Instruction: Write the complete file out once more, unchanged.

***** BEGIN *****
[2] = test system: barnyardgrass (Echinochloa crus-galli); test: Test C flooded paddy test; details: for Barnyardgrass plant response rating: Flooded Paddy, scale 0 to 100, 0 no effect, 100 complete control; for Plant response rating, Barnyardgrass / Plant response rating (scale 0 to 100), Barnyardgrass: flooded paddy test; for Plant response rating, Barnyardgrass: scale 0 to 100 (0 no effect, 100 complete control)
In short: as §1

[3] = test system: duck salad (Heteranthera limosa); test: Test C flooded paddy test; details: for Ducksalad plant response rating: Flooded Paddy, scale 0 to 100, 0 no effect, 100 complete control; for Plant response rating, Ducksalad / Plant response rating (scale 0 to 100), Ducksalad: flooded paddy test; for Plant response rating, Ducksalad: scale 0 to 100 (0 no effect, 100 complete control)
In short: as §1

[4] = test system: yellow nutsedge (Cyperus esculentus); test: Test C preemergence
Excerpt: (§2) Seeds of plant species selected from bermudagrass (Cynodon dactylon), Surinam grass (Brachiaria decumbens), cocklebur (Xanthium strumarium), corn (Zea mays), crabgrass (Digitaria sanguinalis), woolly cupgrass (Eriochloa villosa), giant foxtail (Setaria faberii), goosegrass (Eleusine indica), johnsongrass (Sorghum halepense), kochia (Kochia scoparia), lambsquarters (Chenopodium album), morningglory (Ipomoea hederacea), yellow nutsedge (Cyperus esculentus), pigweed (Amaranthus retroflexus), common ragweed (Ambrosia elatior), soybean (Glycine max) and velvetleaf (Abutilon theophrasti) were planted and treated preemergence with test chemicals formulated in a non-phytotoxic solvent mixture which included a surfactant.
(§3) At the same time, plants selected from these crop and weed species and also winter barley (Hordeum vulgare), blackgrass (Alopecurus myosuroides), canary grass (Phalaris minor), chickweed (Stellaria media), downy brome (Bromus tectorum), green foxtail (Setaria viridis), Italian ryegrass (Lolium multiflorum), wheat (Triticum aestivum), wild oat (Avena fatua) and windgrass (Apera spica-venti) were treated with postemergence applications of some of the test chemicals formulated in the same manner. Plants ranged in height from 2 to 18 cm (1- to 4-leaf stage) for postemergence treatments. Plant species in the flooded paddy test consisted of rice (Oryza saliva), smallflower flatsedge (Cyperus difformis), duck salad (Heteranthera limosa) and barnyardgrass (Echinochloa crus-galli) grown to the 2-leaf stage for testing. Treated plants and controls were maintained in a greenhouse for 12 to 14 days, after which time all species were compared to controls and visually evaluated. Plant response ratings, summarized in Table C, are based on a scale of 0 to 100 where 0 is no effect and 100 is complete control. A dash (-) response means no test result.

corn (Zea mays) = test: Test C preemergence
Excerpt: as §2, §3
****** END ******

[2] = test system: barnyardgrass (Echinochloa crus-galli); test: Test C flooded paddy test; details: for Barnyardgrass plant response rating: Flooded Paddy, scale 0 to 100, 0 no effect, 100 complete control; for Plant response rating, Barnyardgrass / Plant response rating (scale 0 to 100), Barnyardgrass: flooded paddy test; for Plant response rating, Barnyardgrass: scale 0 to 100 (0 no effect, 100 complete control)
In short: as §1

[3] = test system: duck salad (Heteranthera limosa); test: Test C flooded paddy test; details: for Ducksalad plant response rating: Flooded Paddy, scale 0 to 100, 0 no effect, 100 complete control; for Plant response rating, Ducksalad / Plant response rating (scale 0 to 100), Ducksalad: flooded paddy test; for Plant response rating, Ducksalad: scale 0 to 100 (0 no effect, 100 complete control)
In short: as §1

[4] = test system: yellow nutsedge (Cyperus esculentus); test: Test C preemergence
Excerpt: (§2) Seeds of plant species selected from bermudagrass (Cynodon dactylon), Surinam grass (Brachiaria decumbens), cocklebur (Xanthium strumarium), corn (Zea mays), crabgrass (Digitaria sanguinalis), woolly cupgrass (Eriochloa villosa), giant foxtail (Setaria faberii), goosegrass (Eleusine indica), johnsongrass (Sorghum halepense), kochia (Kochia scoparia), lambsquarters (Chenopodium album), morningglory (Ipomoea hederacea), yellow nutsedge (Cyperus esculentus), pigweed (Amaranthus retroflexus), common ragweed (Ambrosia elatior), soybean (Glycine max) and velvetleaf (Abutilon theophrasti) were planted and treated preemergence with test chemicals formulated in a non-phytotoxic solvent mixture which included a surfactant.
(§3) At the same time, plants selected from these crop and weed species and also winter barley (Hordeum vulgare), blackgrass (Alopecurus myosuroides), canary grass (Phalaris minor), chickweed (Stellaria media), downy brome (Bromus tectorum), green foxtail (Setaria viridis), Italian ryegrass (Lolium multiflorum), wheat (Triticum aestivum), wild oat (Avena fatua) and windgrass (Apera spica-venti) were treated with postemergence applications of some of the test chemicals formulated in the same manner. Plants ranged in height from 2 to 18 cm (1- to 4-leaf stage) for postemergence treatments. Plant species in the flooded paddy test consisted of rice (Oryza saliva), smallflower flatsedge (Cyperus difformis), duck salad (Heteranthera limosa) and barnyardgrass (Echinochloa crus-galli) grown to the 2-leaf stage for testing. Treated plants and controls were maintained in a greenhouse for 12 to 14 days, after which time all species were compared to controls and visually evaluated. Plant response ratings, summarized in Table C, are based on a scale of 0 to 100 where 0 is no effect and 100 is complete control. A dash (-) response means no test result.

corn (Zea mays) = test: Test C preemergence
Excerpt: as §2, §3